Sexton edges it in battle of the Jonnys
Published 28/02/2010 | 08:06
YOU can picture the scene at Twickenham maybe 40 minutes before kick-off.
A few Irish players are warming up at the South Stand end of the ground. Ronan O'Gara keeps vigil on one side of the field, measuring the pitch, establishing his bearings in a rapidly-filling stadium, taking a few pot-shots at goal. For the outhalf it seems like just another day at the races.
This was no normal day, however. Yesterday wasn't the first time O'Gara would have started a match wearing a thick, weather-proof coat to keep him warm, but few selectorial decisions will have caused him more angst.
Think of the pain inflicted in Paris two weeks ago, the stinging criticism that followed, the questionable step of venting his fury in a letter to a national newspaper. Worse, the lack of a quick opportunity to put things right or a chance to exorcise his demons.
Although honest and professional to the core, O'Gara does not strike you as a happy spectator. You can imagine him sitting among the replacements, impatient and antsy, seething quietly at his treatment. He would be willing his team to victory against their fiercest rivals, of course, but something about the manner of it would have left him with a slightly troubled conscience.
The opening minutes wouldn't have lightened O'Gara's mood. Because Jonathan Sexton, with whom he is locked into a titanic duel for the No 10 shirt and who was making his first Six Nations start for Ireland, had settled into the game as well as could be expected. Sexton's first touches were neat and positive. He looked keen to lay down a marker, full of belief that he could dictate the game as he saw fit. Exactly what O'Gara had been unable to do in France.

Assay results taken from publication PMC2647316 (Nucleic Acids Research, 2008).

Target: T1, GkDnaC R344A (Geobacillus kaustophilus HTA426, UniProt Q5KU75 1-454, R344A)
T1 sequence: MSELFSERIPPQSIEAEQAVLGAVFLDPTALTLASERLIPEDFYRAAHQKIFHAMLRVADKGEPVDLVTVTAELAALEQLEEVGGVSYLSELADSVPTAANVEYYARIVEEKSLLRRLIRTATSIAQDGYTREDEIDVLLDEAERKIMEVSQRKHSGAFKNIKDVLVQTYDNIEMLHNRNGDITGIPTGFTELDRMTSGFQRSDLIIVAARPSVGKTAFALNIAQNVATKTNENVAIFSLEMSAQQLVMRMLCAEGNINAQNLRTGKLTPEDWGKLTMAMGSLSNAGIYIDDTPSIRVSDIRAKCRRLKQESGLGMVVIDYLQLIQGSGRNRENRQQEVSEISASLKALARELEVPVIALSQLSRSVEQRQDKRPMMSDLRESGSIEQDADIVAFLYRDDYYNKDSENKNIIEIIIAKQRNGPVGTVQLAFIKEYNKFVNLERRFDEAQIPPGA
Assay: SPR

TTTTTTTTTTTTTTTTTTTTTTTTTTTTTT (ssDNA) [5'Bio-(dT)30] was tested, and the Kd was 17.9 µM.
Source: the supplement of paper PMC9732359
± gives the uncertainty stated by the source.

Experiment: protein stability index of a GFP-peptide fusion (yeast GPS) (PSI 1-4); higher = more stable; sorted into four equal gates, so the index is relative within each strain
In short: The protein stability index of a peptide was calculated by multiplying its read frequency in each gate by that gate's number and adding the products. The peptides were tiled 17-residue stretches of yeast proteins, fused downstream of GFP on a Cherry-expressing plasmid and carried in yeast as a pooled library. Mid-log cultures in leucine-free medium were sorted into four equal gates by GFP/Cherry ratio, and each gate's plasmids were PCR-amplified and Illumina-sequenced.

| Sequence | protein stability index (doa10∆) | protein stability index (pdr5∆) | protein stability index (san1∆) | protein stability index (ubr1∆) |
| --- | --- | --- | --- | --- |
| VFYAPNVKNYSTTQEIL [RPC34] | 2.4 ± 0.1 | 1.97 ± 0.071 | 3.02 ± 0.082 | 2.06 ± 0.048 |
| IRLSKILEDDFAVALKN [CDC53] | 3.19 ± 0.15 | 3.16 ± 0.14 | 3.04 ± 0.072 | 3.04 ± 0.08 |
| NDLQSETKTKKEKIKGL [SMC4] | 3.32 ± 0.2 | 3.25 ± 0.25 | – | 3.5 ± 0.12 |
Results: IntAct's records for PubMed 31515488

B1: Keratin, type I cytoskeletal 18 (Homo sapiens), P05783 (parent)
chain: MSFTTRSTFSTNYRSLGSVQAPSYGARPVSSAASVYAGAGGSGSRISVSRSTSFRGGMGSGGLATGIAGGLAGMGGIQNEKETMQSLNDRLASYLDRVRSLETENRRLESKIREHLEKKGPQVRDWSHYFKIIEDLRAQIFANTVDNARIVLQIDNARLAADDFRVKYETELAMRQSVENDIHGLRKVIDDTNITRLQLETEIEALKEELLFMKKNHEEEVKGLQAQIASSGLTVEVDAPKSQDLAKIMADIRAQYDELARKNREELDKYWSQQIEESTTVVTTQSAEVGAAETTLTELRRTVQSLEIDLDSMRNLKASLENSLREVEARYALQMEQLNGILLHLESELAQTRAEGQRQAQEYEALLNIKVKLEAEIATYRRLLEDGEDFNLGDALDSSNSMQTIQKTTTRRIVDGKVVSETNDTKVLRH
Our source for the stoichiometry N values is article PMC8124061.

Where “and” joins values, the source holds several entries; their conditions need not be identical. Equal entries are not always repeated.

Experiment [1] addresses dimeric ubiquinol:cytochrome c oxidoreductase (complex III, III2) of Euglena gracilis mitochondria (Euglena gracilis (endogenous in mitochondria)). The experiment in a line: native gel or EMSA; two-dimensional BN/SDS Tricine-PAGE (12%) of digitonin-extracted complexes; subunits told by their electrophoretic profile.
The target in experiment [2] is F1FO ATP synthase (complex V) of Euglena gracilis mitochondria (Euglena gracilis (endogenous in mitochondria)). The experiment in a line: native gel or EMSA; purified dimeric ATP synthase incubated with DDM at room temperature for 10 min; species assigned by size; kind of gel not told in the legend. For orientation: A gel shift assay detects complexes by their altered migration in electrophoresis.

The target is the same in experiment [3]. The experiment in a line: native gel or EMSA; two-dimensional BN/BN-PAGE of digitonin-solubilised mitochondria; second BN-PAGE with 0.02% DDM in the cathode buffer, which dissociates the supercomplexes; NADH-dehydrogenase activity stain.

In the company of one of his idols, you might have expected Sexton to betray the slightest sense of intimidation. What then of the close proximity of two? When Jonny Wilkinson kicked England to World Cup success in 2003, Sexton had just turned 18, just finished at St Mary's College. Six months ago it was probably fair to say one of his career highlights was kicking lessons from Wilkinson's mentor, Dave Alred.
He has O'Gara's cussedness, though, among other qualities too. From the start the Jonny versus Jonny show was edging the younger man's way. When Wilkinson shipped England's first turnover, Sexton was quickly in the line, gathering Jamie Heaslip's pass and placing his chip on a tee for Tommy Bowe to score Ireland's first try. Sexton and Bowe have played just four times together for Ireland. Yesterday you might have guessed it was 40.
It hasn't been an easy Six Nations for the playmaking out-halves, considered something of a misnomer in the case of Wilkinson. If O'Gara thought he had it tough, what would he make of life in Jonny's boots? With Wilkinson back in the No 10 shirt, England had opened the tournament with successive victories against Wales and Italy and still his critics waded in, diagnosing sterility and decline.